By Robert Fairlie
On Monday, President Obama announced a plan to unfreeze capital for small businesses (see here). With the potential of creating new jobs and helping the country move out of the recession, the White House offered several actions to help small businesses obtain the capital that they need. The financial crisis has taken a devastating toll on entrepreneurs as capital has become increasingly scarce. This year’s projections for loans guaranteed by the Small Business Administration are down to $10 billion, which is half the amount of loans guaranteed last year.
To get capital flowing again for small businesses, the President’s plan calls for purchasing securities backed by SBA loans, reducing lending fees, increasing loan guarantees, and easing the tax burden. To increase confidence among banks to lend to entrepreneurs in current economic conditions, the White House will temporarily raise guarantees on loans to 90 percent in SBA 7(a) Loan Program. Currently, the government guarantees on small business loans made by private lenders are either 85 percent for loans under $150,000 or 75 percent for larger loans. The temporary reduction will provide some needed confidence to a shaky banking sector. Although the findings from research on SBA’s loan programs are mixed, with critics noting that making credit too easily available sets up many small businesses for failure and wastes money, a temporary increase may be what we need right now to regain reasonable levels of access to credit. Many entrepreneurs who own otherwise successful and efficiently-run businesses may go under because they cannot pay the rent or meet payroll in this historically deep downturn. In an extensive research project of mine using confidential Census data, I find that access to capital is the most important factor predicting whether small businesses will survive or fail.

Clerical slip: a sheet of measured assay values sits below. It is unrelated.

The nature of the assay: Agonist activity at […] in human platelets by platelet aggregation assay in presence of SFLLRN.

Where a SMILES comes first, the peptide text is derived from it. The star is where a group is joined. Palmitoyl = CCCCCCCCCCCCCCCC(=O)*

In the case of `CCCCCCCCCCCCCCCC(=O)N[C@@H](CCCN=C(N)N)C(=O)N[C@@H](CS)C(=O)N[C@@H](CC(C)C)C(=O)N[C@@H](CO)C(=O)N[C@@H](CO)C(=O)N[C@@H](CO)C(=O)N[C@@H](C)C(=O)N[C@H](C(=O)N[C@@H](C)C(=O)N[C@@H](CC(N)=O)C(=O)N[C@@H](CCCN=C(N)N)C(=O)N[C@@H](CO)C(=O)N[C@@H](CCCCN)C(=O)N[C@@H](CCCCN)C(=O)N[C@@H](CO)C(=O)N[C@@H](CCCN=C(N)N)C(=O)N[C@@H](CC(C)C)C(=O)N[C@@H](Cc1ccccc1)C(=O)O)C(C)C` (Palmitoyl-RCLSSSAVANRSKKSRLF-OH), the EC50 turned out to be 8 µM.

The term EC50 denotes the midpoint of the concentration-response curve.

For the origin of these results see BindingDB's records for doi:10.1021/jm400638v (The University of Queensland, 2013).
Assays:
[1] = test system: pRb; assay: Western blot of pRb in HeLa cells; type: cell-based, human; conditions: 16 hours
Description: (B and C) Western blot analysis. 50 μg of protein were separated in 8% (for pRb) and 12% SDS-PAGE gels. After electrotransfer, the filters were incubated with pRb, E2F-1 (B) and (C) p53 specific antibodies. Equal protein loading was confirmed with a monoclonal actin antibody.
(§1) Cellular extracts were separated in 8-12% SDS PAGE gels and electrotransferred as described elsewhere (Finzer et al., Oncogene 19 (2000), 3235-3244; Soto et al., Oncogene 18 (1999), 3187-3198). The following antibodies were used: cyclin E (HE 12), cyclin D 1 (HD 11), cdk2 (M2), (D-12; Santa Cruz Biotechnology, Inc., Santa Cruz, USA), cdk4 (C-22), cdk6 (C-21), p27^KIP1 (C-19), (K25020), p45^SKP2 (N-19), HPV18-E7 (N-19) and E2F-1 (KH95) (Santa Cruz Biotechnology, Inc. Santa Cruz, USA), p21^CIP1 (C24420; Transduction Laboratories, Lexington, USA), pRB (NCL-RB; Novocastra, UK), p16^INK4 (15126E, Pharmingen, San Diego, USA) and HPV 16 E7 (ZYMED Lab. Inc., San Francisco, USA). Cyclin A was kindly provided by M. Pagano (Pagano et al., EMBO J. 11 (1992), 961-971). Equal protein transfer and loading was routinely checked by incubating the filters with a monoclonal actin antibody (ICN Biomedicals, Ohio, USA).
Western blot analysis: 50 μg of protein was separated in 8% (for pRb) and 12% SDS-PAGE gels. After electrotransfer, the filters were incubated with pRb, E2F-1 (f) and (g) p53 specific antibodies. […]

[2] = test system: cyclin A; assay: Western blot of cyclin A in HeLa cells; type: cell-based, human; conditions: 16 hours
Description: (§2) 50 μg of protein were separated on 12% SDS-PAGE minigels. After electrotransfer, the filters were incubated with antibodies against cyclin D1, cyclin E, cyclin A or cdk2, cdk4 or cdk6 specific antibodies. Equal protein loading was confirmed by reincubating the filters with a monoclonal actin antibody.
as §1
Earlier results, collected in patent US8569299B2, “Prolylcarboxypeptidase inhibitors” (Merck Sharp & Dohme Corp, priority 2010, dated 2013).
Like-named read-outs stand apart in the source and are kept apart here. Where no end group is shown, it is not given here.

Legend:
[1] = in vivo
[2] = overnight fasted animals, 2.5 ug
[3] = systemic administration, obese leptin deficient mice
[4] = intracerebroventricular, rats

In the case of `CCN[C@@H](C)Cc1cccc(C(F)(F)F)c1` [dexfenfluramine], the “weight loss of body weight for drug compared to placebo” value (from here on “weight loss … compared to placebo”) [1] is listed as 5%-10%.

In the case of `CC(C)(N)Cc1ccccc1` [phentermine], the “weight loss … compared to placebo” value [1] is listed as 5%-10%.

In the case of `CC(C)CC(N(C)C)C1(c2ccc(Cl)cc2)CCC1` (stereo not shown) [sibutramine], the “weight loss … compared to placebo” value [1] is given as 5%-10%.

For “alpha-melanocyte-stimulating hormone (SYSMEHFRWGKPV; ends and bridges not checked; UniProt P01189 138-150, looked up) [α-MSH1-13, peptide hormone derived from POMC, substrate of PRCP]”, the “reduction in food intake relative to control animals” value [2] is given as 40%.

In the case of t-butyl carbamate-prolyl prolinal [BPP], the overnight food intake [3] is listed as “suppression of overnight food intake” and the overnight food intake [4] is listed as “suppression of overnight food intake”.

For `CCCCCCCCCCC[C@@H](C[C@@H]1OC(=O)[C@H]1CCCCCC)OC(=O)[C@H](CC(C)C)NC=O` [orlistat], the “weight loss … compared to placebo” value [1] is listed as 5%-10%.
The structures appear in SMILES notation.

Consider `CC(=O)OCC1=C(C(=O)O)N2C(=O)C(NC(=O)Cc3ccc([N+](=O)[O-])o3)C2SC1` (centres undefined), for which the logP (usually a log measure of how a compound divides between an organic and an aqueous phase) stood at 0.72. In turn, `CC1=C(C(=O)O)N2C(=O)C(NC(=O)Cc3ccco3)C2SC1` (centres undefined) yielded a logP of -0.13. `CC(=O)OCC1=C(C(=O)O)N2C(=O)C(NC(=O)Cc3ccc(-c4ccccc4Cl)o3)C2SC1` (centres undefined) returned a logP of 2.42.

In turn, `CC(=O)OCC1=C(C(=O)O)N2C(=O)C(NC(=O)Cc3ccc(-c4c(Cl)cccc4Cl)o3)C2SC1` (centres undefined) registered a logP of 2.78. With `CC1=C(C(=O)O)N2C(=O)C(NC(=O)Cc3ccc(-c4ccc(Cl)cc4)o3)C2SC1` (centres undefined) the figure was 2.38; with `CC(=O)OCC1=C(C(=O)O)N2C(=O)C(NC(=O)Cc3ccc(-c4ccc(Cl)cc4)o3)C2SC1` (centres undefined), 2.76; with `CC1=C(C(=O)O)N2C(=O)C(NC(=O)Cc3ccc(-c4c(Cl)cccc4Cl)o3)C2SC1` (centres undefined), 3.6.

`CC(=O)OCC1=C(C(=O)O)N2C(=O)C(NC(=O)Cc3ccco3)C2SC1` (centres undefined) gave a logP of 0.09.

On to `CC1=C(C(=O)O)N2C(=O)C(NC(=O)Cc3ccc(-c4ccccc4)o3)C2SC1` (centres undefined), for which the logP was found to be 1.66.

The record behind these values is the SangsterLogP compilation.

President Obama also plans to substantially reduce and ultimately eliminate capital gain taxes on investments made in small businesses. The current plan is to exclude 75 percent of capital gains for investors in small businesses who hold their investments for at least five years. The reduction or elimination of these taxes will increase the effective return from investing in small businesses. Although many investors, understandably, will continue to be wary of putting their money into small businesses in these economic conditions, reducing capital gains taxes could inject some much-needed capital into the small business sector because of the current lack of attractive alternatives.
In my research I have found that the most common source of capital among small business owners is their own or family savings. But, with incomes falling, the stock market down, and housing equity drying up, entrepreneurs will increasingly need to seek out alternative sources of capital, such as banks, credit unions and angel investors.
These are desperate times and they call for quick and bold actions by the federal government to help what many consider to be the life-blood of the U.S. economy — small businesses. Maintaining adequate access to financial capital for the nation’s nearly 13 million business owners should be viewed as one of the most important goals of the economic stimulus plan.
by Robert Fairlie